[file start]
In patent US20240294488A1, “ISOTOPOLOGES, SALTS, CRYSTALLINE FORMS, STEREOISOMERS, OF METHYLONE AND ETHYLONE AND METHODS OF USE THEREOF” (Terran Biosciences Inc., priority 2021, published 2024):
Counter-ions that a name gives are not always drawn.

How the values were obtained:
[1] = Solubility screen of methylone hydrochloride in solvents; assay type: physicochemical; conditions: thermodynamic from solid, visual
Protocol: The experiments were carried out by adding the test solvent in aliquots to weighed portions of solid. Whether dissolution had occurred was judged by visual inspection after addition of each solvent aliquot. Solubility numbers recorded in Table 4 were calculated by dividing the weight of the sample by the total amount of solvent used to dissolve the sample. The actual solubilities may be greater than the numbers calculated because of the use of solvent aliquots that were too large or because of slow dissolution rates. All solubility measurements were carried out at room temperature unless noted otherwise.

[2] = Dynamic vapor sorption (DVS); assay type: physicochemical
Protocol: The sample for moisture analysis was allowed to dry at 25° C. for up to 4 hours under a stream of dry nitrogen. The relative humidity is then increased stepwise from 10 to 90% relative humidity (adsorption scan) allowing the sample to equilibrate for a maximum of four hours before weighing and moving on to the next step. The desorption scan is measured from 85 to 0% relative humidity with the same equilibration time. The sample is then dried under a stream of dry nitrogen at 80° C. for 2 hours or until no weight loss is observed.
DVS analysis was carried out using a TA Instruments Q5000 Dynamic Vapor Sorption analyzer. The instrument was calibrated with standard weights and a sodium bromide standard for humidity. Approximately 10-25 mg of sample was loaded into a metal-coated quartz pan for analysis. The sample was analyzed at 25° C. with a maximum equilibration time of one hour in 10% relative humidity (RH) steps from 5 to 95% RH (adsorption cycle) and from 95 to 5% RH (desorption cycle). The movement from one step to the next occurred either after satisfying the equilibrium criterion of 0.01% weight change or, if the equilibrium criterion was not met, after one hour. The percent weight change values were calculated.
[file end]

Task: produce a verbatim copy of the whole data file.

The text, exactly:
In patent US20240294488A1, “ISOTOPOLOGES, SALTS, CRYSTALLINE FORMS, STEREOISOMERS, OF METHYLONE AND ETHYLONE AND METHODS OF USE THEREOF” (Terran Biosciences Inc., priority 2021, published 2024):
Counter-ions that a name gives are not always drawn.

How the values were obtained:
[1] = Solubility screen of methylone hydrochloride in solvents; assay type: physicochemical; conditions: thermodynamic from solid, visual
Protocol: The experiments were carried out by adding the test solvent in aliquots to weighed portions of solid. Whether dissolution had occurred was judged by visual inspection after addition of each solvent aliquot. Solubility numbers recorded in Table 4 were calculated by dividing the weight of the sample by the total amount of solvent used to dissolve the sample. The actual solubilities may be greater than the numbers calculated because of the use of solvent aliquots that were too large or because of slow dissolution rates. All solubility measurements were carried out at room temperature unless noted otherwise.

[2] = Dynamic vapor sorption (DVS); assay type: physicochemical
Protocol: The sample for moisture analysis was allowed to dry at 25° C. for up to 4 hours under a stream of dry nitrogen. The relative humidity is then increased stepwise from 10 to 90% relative humidity (adsorption scan) allowing the sample to equilibrate for a maximum of four hours before weighing and moving on to the next step. The desorption scan is measured from 85 to 0% relative humidity with the same equilibration time. The sample is then dried under a stream of dry nitrogen at 80° C. for 2 hours or until no weight loss is observed.
DVS analysis was carried out using a TA Instruments Q5000 Dynamic Vapor Sorption analyzer. The instrument was calibrated with standard weights and a sodium bromide standard for humidity. Approximately 10-25 mg of sample was loaded into a metal-coated quartz pan for analysis. The sample was analyzed at 25° C. with a maximum equilibration time of one hour in 10% relative humidity (RH) steps from 5 to 95% RH (adsorption cycle) and from 95 to 5% RH (desorption cycle). The movement from one step to the next occurred either after satisfying the equilibrium criterion of 0.01% weight change or, if the equilibrium criterion was not met, after one hour. The percent weight change values were calculated.